Francis of Assisi

Movie Info

Movie Info

Michael Curtiz

4th in the series of St. Francis films.

Director: Michael Curtiz. NR. Year: 1961. Rating: NR.  Length: 105 min.

I doubt that the director of Casablanca considered this overly pious film of equal value. The film is like the sentimental paintings of saints used for Catholic holy cards—lots of color (the costumes look like they have never been worn, but are right off the rack), but little depth of feeling. Bradford Dillman and Dolores Hart as Francis and Clare look like the moderns that they are, displaying theatrical emotions that simply are not convincing.

There is more of the story told, such as Francis’s famous trip to Egypt to convert the Sultan, played by Pedro Amendaris. Although the manufactured contest in which Francesco challenges the Sultan’s priests (yes, that term is used even though Islam has no “priests”) to walk through fire in order to prove whose God is powerful (shades of Elijah and the Baal priests on Mt. Carmel!) is a bit much, the ensuing discussion about love and war is worth noting—indeed, the only part of the film I recommend. Francesco says at one point, “God is not in the sword or in the taking of life, but in the giving of life, for he is love.” Not exactly the sentiment of the popes and crusaders who had responded to the call for the Fifth Crusade, “God wills it!” The words put into the Sultan’s mouth in 1961—uh, I mean 1219—take on a prophetic meaning when we consider what has transpired between Christians and Muslims during the past 40 years, “And if our peoples continue to pursue the ways of hate, then war upon war will return until we become the destroyers of the world.”

The plot, adapted from a novel by Louis de Wohl, also involves actor Stuart Whitman, as Paolo, a knight who becomes an early friend and then a rival for Clare before Francis’s conversion. Throughout the film he bitterly opposes Francis, this addition apparently an attempt to jazz up the story and make it follow a more traditional Hollywood story arc. You don’t have to be a Sherlock Holmes to deduce whether or not he will come around to the saint’s side.

If you watch either Brother Sun, Sister Moon or Francesco first, you already know the story of the saint, so you might want to watch just the scene involving Francis and the Sultan. It is embellished a lot, with Francis trekking across the desert alone (actually he had a companion) when two Saracen’s leading cheetah’s on leashes spot and capture him. (Yes, I kid you not, cheetahs as part of a desert patrol!) Set aside too the fact that the Italian spoke no Arabic, and the Sultan knew none of the dialects of Italy—in this version they have no language problem. The crux of the scene is the growing respect between the two men. Francis does not conceal his desire to convert the Sultan to Christ so that there will be peace between the two peoples, and he has no answer to the latter’s suggestion that if he and the other Christians were to convert to Islam, there would also be peace. This scene could be used to launch a discussion on Christian/Muslim relationships and dialogue today. There is an intriguing 22-page paper by graduate student Cathy Hampton that would prove very helpful for such a venture. Entitled “St. Francis of Assisi’s Meeting With Sultan Malik-al-Kamil and Interreligious Dialogue in the 21st Century,” it is available at:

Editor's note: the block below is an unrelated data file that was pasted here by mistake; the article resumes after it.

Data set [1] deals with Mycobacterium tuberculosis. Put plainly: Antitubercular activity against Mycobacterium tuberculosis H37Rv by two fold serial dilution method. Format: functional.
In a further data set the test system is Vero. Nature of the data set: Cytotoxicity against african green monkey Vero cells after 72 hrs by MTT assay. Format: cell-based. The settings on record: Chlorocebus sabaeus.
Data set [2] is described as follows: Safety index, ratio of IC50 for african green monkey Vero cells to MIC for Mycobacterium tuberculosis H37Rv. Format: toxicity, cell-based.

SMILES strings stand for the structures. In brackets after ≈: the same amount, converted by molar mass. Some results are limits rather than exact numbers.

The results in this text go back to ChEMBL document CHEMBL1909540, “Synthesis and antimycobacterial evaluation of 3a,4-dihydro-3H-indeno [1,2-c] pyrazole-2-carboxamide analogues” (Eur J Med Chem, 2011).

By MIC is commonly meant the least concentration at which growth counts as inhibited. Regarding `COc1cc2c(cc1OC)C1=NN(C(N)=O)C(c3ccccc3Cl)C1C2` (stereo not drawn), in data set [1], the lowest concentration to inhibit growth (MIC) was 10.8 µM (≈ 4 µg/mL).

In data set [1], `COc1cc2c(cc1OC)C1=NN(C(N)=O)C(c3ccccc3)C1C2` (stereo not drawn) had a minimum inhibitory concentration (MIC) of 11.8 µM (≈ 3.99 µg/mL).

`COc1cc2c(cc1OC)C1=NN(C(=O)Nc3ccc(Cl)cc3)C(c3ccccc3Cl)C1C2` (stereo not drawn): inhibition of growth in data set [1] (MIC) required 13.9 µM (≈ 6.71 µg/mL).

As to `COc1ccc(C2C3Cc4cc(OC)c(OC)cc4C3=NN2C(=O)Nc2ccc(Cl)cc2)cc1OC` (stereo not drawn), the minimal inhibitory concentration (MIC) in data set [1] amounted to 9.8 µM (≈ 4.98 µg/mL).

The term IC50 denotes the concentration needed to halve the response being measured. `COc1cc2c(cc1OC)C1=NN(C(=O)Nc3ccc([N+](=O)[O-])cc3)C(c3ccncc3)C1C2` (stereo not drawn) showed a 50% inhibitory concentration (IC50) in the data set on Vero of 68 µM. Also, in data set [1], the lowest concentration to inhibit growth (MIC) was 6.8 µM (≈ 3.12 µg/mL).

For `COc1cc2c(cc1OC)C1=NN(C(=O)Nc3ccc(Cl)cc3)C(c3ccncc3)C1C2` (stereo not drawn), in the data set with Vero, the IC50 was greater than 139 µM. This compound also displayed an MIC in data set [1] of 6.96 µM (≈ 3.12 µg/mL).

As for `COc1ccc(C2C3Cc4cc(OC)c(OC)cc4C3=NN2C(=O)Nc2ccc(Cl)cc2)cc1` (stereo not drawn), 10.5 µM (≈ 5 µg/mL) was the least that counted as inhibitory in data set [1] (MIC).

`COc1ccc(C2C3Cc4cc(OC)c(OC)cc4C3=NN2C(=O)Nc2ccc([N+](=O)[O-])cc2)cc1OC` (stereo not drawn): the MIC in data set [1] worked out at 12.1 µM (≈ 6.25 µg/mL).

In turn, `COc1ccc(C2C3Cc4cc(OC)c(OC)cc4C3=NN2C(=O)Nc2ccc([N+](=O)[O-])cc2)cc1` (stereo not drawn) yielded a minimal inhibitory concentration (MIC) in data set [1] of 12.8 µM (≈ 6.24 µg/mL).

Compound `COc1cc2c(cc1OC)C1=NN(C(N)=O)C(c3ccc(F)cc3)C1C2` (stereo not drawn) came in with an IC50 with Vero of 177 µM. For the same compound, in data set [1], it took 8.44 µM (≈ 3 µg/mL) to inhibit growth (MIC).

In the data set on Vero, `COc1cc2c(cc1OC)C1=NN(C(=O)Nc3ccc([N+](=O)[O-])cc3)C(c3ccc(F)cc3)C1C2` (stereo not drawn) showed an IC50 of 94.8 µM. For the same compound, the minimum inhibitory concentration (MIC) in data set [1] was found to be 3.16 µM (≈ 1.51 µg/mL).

Also, I just discovered that Franciscan Communications has produced a new documentary called In the Footsteps of Francis and the Sultan. I hope to be able to review this in the near future. In the meantime you can read about the film in a National Catholic Reporter article by going to:

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If you have made it this far through all four reviews, you might be asking, “Which of these best captures the essence of this little but great man. “ The answer is simple, “None of them. ” And it’s complicated because the real Francis, for all his vaunted simplicity, was far more complicated than supposed. He was born rich, but chose poverty for his lifestyle. He demanded absolute obedience to “Lady Poverty,” and yet, as we see in Zefirelli’s film, made room for those who could not abstain from sex or give away everything, “the Third Way” or “Third Order.” He lived among those who hated Muslims and thought it was God’s will to kill them, yet he met directly with the leader of the enemy. We have examined, however briefly, four films, some better than others perhaps, but all of them, even Hollywood’s glamorized version, provide a few pieces of the mosaic that we call Francis of Assisi.



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